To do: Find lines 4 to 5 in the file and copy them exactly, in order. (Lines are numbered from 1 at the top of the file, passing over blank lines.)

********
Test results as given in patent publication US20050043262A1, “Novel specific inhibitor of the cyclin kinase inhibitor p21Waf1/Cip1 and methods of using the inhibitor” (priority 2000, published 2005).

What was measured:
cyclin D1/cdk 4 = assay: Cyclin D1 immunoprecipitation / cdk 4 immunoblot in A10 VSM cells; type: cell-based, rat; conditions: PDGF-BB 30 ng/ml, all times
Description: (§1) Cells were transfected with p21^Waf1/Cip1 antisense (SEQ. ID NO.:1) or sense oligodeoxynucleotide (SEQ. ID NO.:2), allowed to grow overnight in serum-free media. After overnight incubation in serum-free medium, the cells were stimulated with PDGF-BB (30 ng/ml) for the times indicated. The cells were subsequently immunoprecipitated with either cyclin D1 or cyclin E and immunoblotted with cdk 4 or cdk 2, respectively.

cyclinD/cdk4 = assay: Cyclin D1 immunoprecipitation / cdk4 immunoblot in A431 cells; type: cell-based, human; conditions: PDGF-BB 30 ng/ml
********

Description: (§1) Cells were transfected with p21^Waf1/Cip1 antisense (SEQ. ID NO.:1) or sense oligodeoxynucleotide (SEQ. ID NO.:2), allowed to grow overnight in serum-free media. After overnight incubation in serum-free medium, the cells were stimulated with PDGF-BB (30 ng/ml) for the times indicated. The cells were subsequently immunoprecipitated with either cyclin D1 or cyclin E and immunoblotted with cdk 4 or cdk 2, respectively.

cyclinD/cdk4 = assay: Cyclin D1 immunoprecipitation / cdk4 immunoblot in A431 cells; type: cell-based, human; conditions: PDGF-BB 30 ng/ml